Trumpet Mouthpiece

Project details

  • Object number – 7938-JR
  • Material – Copper Alloy (Brass)
  • Place of Origin – Unknown
  • Date – 18th,19th century
  • Context – South Church area (JR3797B)
  • Location – Vault
  • Category – Entertainment

Excavated in 2013, this mouthpiece to a brass instrument was found with a clay tobacco pipestem wedged in its shank, preventing the horn from being blown. Perhaps this was a practical joke, or simply an acquaintance tired of hearing this horn every morning. While it is possible that the pipestem was unintentionally lodged in the mouthpiece after deposition, the chances of this happening are limited. If intentionally placed, the mouthpiece and the pipestem provides us with a few clues as to when this might have occurred.

The form of the mouthpiece suggests that it belonged to a natural, or valve-less horn, such as a bugle. The tubular valve horn, like the modern trumpet, was developed in the early-1800s. Prior to this, horns were limited to a single harmonic series, and changing that series required the addition of crooks (curved tube) and shanks (straight tube). While natural horns were widely used in classical composure through the 19th century, their use in the military began in antiquity and persists through the present.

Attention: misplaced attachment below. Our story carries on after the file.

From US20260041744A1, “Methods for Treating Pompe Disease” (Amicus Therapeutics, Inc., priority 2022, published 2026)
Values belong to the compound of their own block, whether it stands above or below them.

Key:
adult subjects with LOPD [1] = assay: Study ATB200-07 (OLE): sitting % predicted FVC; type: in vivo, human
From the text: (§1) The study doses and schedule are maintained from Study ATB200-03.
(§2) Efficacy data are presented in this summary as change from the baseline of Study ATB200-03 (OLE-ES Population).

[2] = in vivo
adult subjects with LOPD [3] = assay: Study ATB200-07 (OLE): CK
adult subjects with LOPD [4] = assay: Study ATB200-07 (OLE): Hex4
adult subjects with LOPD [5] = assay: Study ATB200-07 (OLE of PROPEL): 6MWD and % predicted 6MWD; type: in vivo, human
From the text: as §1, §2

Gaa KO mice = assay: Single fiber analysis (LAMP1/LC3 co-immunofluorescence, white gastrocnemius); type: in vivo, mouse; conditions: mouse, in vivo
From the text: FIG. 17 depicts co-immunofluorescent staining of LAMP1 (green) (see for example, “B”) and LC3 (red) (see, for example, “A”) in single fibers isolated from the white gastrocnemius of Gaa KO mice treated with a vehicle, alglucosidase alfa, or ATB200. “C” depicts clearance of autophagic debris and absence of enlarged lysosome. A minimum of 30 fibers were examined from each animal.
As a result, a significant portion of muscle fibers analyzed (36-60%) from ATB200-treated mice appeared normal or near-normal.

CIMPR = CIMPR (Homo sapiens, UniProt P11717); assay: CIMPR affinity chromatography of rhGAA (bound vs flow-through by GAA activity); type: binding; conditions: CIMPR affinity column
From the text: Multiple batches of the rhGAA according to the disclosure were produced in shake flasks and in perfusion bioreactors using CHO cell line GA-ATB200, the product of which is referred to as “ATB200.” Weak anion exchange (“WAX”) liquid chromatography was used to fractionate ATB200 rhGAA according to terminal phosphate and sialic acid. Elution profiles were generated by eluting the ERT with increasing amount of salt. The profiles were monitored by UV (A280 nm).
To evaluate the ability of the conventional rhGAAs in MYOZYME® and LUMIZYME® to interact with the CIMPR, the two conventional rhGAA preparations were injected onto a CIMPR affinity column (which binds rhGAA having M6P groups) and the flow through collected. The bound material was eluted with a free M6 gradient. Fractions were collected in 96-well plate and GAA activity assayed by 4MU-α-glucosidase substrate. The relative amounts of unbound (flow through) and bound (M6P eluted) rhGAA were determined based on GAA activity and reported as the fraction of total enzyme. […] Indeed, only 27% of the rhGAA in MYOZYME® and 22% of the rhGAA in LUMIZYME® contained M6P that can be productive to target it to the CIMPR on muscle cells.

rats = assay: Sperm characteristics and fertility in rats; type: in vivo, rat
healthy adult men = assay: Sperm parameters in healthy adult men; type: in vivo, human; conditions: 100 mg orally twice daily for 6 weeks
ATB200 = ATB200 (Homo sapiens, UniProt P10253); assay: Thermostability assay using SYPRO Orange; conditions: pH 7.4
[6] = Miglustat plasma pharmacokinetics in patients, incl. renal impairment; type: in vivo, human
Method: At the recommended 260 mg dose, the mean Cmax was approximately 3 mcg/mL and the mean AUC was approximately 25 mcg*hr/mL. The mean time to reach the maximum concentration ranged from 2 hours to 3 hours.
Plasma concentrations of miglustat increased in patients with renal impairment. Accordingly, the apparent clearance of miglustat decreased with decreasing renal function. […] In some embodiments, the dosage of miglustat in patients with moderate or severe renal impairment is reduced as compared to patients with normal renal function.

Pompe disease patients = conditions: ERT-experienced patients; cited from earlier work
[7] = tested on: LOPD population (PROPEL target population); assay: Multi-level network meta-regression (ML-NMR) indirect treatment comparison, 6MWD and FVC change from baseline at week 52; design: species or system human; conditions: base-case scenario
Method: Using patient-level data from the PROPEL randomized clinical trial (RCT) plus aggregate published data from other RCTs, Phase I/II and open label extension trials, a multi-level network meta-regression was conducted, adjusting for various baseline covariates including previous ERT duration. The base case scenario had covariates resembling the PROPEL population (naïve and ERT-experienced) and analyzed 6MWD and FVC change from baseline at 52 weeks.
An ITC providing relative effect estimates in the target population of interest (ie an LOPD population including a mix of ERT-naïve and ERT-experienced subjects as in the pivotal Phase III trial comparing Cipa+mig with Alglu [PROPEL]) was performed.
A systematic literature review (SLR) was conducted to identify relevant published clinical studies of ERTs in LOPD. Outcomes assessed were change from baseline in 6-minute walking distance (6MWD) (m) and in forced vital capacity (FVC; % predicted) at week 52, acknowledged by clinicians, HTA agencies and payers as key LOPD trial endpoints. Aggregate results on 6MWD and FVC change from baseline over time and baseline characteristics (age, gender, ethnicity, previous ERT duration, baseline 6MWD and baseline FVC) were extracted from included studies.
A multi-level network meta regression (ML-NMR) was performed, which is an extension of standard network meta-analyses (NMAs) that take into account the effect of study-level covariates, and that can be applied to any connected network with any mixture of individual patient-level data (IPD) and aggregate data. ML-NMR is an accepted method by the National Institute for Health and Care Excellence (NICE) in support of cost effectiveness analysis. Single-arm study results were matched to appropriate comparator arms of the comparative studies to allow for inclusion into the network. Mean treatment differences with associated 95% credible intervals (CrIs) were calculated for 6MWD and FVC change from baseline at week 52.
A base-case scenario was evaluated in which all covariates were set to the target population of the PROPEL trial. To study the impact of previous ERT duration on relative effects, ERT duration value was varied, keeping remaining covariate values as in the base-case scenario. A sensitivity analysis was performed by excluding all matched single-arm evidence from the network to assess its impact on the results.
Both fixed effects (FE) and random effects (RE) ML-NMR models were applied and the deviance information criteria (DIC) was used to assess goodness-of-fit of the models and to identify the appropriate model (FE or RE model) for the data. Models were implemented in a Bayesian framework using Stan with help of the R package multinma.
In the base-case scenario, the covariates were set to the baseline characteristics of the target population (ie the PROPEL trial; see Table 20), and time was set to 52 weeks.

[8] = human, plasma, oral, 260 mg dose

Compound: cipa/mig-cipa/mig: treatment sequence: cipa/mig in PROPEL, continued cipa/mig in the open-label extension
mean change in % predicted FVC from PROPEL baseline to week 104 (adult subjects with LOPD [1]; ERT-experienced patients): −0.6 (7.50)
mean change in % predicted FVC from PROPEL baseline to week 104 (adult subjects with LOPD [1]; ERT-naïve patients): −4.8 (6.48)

To date, archaeologists have uncovered two horn mouthpieces at Jamestown. The first was found in an early 1607-1610 pit feature, and was missing its shank. The second, described here, was found in the upper layers of an excavation unit just south of the church, and likely dates to the American Revolution. The tobacco pipestem lodged in the mouthpiece was manufactured in the mid-18th century, further supporting this date. Jamestown Island served as a temporary posts for the Continental Army and Virginia Militia during the American Revolution, and played a supporting role in the 1781 Battle of Greensprings. It is possible that this mouthpiece, with its tobacco pipestem wedged inside, was discarded at this time.

Was this an early celebration of April Fool’s Day? Probably not, but it is certainly true that the first day of April has been recognized as a day of jokes, pranks, and deception in American and English society since the late-17th century. While Jamestown Rediscovery archaeologists have yet to uncover earlier practical jokes, who knows what this year will bring. Stayed tuned until April of 2018.